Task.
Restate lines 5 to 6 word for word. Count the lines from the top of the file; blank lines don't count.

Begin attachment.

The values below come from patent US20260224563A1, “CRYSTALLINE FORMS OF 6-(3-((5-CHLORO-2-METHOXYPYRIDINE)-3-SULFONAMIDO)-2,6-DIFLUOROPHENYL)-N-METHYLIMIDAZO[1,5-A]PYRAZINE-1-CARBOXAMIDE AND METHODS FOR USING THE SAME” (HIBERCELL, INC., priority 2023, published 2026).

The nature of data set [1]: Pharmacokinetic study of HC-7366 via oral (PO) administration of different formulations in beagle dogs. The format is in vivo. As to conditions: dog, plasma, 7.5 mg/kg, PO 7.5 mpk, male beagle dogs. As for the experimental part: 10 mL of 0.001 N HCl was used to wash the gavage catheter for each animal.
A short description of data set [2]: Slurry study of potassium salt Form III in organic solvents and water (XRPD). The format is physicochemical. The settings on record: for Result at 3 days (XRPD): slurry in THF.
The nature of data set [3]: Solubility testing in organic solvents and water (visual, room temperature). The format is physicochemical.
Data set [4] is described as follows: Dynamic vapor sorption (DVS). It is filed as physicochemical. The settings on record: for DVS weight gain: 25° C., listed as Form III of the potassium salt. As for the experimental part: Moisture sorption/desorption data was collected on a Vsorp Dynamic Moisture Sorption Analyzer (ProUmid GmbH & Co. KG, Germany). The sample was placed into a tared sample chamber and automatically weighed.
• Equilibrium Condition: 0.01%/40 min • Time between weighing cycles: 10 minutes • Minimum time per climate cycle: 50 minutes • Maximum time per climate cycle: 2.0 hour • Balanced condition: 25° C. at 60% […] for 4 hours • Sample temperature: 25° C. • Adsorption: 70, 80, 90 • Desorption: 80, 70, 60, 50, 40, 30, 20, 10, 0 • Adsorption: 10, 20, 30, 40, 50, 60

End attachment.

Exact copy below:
Data set [4] is described as follows: Dynamic vapor sorption (DVS). It is filed as physicochemical. The settings on record: for DVS weight gain: 25° C., listed as Form III of the potassium salt. As for the experimental part: Moisture sorption/desorption data was collected on a Vsorp Dynamic Moisture Sorption Analyzer (ProUmid GmbH & Co. KG, Germany). The sample was placed into a tared sample chamber and automatically weighed.
• Equilibrium Condition: 0.01%/40 min • Time between weighing cycles: 10 minutes • Minimum time per climate cycle: 50 minutes • Maximum time per climate cycle: 2.0 hour • Balanced condition: 25° C. at 60% […] for 4 hours • Sample temperature: 25° C. • Adsorption: 70, 80, 90 • Desorption: 80, 70, 60, 50, 40, 30, 20, 10, 0 • Adsorption: 10, 20, 30, 40, 50, 60